ARM Will Cut 1,000 Jobs After Failed Acquisition by Nvidia

ARM Will Cut 1,000 Jobs After Failed Acquisition by Nvidia

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(Image: ARM)
Chip and software designer ARM is preparing to lay off up to 15 percent of its workforce, resulting in job loss for 1,000 of its employees. 

The reduction is part of an attempt by ARM to “stay competitive” and “remove duplication of work,” according to an email sent to staff by CEO Rene Haas and reviewed by The Daily Telegraph. “To be successful in the opportunities we have ahead of us, we need to be more disciplined about our costs and where we’re investing,” Haas wrote. “It’s essential that we focus on activities that will move our strategy forward at pace.”

Just as important as the reduction itself is the context surrounding it: as we touched on last month, ARM was once slated to be acquired by GPU and SoC giant Nvidia for $66 billion before the deal failed for more reasons than one. Regulators in the US, UK, EU, Japan, and South Korea flagged that it could be problematic to allow one of ARM’s customers to absorb the company, while competitors expressed concern regarding Nvidia’s eventual size if the bid went through. The deal collapsed in early February, with Nvidia CEO Jensen Huang saying the company “could not give regulators the comfort they needed to approve” the acquisition.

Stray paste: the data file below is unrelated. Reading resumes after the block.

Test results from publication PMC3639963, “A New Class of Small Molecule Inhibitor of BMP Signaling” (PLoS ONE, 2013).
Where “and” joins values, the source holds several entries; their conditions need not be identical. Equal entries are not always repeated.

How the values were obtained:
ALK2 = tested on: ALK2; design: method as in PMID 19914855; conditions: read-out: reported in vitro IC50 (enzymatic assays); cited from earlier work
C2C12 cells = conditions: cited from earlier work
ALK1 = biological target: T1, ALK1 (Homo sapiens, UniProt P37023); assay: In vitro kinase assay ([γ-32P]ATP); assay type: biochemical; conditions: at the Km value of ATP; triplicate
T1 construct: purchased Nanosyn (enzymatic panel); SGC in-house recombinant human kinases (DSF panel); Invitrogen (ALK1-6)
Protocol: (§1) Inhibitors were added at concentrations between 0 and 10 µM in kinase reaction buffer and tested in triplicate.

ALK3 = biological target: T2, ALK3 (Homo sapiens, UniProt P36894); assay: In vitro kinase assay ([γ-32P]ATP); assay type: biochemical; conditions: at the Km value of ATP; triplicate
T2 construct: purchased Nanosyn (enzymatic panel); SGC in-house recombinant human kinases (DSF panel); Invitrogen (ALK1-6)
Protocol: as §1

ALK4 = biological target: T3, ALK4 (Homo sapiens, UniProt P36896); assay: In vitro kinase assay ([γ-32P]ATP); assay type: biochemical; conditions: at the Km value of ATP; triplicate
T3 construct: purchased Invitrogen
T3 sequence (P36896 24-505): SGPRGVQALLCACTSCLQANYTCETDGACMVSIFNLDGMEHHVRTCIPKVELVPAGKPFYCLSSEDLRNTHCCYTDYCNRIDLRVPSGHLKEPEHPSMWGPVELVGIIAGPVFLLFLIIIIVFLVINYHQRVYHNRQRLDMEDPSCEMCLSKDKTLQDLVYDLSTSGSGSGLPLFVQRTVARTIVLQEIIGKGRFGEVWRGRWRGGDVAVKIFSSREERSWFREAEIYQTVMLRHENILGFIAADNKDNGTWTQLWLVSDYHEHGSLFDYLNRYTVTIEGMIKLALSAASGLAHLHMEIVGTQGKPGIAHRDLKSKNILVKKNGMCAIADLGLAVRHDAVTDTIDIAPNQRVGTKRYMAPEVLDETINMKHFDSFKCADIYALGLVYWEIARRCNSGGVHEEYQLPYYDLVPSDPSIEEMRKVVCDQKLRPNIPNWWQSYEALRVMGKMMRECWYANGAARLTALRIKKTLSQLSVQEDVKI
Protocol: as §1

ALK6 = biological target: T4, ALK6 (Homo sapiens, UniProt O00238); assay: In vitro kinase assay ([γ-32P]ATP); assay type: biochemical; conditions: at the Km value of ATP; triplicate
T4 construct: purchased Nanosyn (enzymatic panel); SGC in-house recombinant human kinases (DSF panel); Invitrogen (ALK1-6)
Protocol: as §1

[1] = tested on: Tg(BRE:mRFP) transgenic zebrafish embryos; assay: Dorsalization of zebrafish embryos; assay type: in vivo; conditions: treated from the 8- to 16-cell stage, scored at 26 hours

Nvidia’s Santa Clara headquarters. (Photo: Nvidia)

ARM’s enduring parent company Softbank has reportedly been preparing to bring ARM to IPO ever since. Former ARM CEO Simon Segars left his position shortly after the failed acquisition to allow Haas, the company’s former head of intellectual property, to step up to the plate. Almost immediately, ARM announced its intent to go public by March 2023. By then, its 1,000 redundant roles may be long forgotten—a difficult truth ARM surely has considered by now.

Some believe ARM’s reduction in force represents an effort to slim the company down and pump up profit projections before it shoots for a US IPO. ARM doesn’t seem to like that perception, though, given how selfish it looks. Instead, its spokespeople seem to be constructing an air of normalcy. “Like any business, Arm is continually reviewing its business plan to ensure the company has the right balance between opportunities and cost discipline,” one ARM spokesperson told The Daily Telegraph. “Unfortunately, this process includes proposed redundancies across Arm’s global workforce.” 

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